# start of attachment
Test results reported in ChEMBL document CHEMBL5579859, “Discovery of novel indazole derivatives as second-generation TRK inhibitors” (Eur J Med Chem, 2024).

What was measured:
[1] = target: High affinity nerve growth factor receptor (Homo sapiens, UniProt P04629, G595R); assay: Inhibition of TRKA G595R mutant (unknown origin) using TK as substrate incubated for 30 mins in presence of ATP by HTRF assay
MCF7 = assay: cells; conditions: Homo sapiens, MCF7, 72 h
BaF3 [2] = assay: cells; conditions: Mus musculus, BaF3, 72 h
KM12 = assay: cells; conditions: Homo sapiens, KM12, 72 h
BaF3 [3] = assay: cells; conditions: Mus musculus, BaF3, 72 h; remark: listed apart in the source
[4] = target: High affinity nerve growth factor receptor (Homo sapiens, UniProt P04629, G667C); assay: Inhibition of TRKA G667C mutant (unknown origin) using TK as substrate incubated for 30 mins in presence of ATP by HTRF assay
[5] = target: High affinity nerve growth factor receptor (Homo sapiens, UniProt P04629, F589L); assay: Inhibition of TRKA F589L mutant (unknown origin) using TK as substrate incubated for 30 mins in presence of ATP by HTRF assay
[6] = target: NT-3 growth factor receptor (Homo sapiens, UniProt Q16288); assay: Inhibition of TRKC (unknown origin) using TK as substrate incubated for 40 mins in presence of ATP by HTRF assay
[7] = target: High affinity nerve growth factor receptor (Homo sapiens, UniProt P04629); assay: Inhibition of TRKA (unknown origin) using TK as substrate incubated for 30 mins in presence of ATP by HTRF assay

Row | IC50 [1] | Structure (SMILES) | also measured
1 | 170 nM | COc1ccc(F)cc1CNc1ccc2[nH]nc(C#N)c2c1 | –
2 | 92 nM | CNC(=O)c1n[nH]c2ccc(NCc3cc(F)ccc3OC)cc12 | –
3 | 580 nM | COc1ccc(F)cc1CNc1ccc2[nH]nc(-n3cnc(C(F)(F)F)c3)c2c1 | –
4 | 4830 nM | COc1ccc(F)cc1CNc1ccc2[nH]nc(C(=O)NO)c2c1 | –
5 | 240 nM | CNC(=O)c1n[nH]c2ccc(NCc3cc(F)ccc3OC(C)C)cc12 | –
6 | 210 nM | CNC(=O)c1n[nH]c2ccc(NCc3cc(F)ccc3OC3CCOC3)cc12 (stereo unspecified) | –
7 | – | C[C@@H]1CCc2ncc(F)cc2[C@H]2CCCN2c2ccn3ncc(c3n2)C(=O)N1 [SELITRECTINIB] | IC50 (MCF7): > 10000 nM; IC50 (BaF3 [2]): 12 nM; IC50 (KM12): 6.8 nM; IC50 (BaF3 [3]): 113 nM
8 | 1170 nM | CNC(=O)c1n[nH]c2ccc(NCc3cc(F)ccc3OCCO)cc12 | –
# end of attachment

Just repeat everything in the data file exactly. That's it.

Test results reported in ChEMBL document CHEMBL5579859, “Discovery of novel indazole derivatives as second-generation TRK inhibitors” (Eur J Med Chem, 2024).

What was measured:
[1] = target: High affinity nerve growth factor receptor (Homo sapiens, UniProt P04629, G595R); assay: Inhibition of TRKA G595R mutant (unknown origin) using TK as substrate incubated for 30 mins in presence of ATP by HTRF assay
MCF7 = assay: cells; conditions: Homo sapiens, MCF7, 72 h
BaF3 [2] = assay: cells; conditions: Mus musculus, BaF3, 72 h
KM12 = assay: cells; conditions: Homo sapiens, KM12, 72 h
BaF3 [3] = assay: cells; conditions: Mus musculus, BaF3, 72 h; remark: listed apart in the source
[4] = target: High affinity nerve growth factor receptor (Homo sapiens, UniProt P04629, G667C); assay: Inhibition of TRKA G667C mutant (unknown origin) using TK as substrate incubated for 30 mins in presence of ATP by HTRF assay
[5] = target: High affinity nerve growth factor receptor (Homo sapiens, UniProt P04629, F589L); assay: Inhibition of TRKA F589L mutant (unknown origin) using TK as substrate incubated for 30 mins in presence of ATP by HTRF assay
[6] = target: NT-3 growth factor receptor (Homo sapiens, UniProt Q16288); assay: Inhibition of TRKC (unknown origin) using TK as substrate incubated for 40 mins in presence of ATP by HTRF assay
[7] = target: High affinity nerve growth factor receptor (Homo sapiens, UniProt P04629); assay: Inhibition of TRKA (unknown origin) using TK as substrate incubated for 30 mins in presence of ATP by HTRF assay

Row | IC50 [1] | Structure (SMILES) | also measured
1 | 170 nM | COc1ccc(F)cc1CNc1ccc2[nH]nc(C#N)c2c1 | –
2 | 92 nM | CNC(=O)c1n[nH]c2ccc(NCc3cc(F)ccc3OC)cc12 | –
3 | 580 nM | COc1ccc(F)cc1CNc1ccc2[nH]nc(-n3cnc(C(F)(F)F)c3)c2c1 | –
4 | 4830 nM | COc1ccc(F)cc1CNc1ccc2[nH]nc(C(=O)NO)c2c1 | –
5 | 240 nM | CNC(=O)c1n[nH]c2ccc(NCc3cc(F)ccc3OC(C)C)cc12 | –
6 | 210 nM | CNC(=O)c1n[nH]c2ccc(NCc3cc(F)ccc3OC3CCOC3)cc12 (stereo unspecified) | –
7 | – | C[C@@H]1CCc2ncc(F)cc2[C@H]2CCCN2c2ccn3ncc(c3n2)C(=O)N1 [SELITRECTINIB] | IC50 (MCF7): > 10000 nM; IC50 (BaF3 [2]): 12 nM; IC50 (KM12): 6.8 nM; IC50 (BaF3 [3]): 113 nM
8 | 1170 nM | CNC(=O)c1n[nH]c2ccc(NCc3cc(F)ccc3OCCO)cc12 | –